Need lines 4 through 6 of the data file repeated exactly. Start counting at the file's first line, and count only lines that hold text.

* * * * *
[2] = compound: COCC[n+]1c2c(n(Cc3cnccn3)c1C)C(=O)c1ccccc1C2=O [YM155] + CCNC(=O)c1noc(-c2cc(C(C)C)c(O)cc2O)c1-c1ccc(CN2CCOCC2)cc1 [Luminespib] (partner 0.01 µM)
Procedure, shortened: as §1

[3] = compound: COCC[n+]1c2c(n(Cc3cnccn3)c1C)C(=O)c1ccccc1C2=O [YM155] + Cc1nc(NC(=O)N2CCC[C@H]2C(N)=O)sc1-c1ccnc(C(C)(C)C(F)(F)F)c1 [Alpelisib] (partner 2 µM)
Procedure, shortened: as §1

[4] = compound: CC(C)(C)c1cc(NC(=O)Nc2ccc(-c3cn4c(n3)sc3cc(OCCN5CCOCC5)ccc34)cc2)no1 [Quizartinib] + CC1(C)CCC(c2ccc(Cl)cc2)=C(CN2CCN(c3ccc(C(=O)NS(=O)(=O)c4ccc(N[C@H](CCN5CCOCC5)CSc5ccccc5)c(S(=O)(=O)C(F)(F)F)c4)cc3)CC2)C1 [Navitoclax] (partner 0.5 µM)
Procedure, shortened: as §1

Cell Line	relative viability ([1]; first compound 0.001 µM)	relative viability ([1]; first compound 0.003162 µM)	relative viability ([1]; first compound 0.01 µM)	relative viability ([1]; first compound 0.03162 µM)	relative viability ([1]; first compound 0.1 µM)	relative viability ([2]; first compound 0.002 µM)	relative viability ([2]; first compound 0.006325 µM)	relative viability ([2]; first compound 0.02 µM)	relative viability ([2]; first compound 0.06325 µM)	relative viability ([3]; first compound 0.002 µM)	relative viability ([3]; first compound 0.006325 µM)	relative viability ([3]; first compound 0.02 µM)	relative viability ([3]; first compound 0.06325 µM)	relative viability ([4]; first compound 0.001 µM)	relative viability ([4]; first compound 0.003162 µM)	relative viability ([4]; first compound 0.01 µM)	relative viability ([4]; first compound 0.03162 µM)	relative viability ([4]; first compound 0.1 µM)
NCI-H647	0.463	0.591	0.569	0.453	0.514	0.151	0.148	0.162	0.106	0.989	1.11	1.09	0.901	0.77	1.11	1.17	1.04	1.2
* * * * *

Procedure, shortened: as §1

[4] = compound: CC(C)(C)c1cc(NC(=O)Nc2ccc(-c3cn4c(n3)sc3cc(OCCN5CCOCC5)ccc34)cc2)no1 [Quizartinib] + CC1(C)CCC(c2ccc(Cl)cc2)=C(CN2CCN(c3ccc(C(=O)NS(=O)(=O)c4ccc(N[C@H](CCN5CCOCC5)CSc5ccccc5)c(S(=O)(=O)C(F)(F)F)c4)cc3)CC2)C1 [Navitoclax] (partner 0.5 µM)
Procedure, shortened: as §1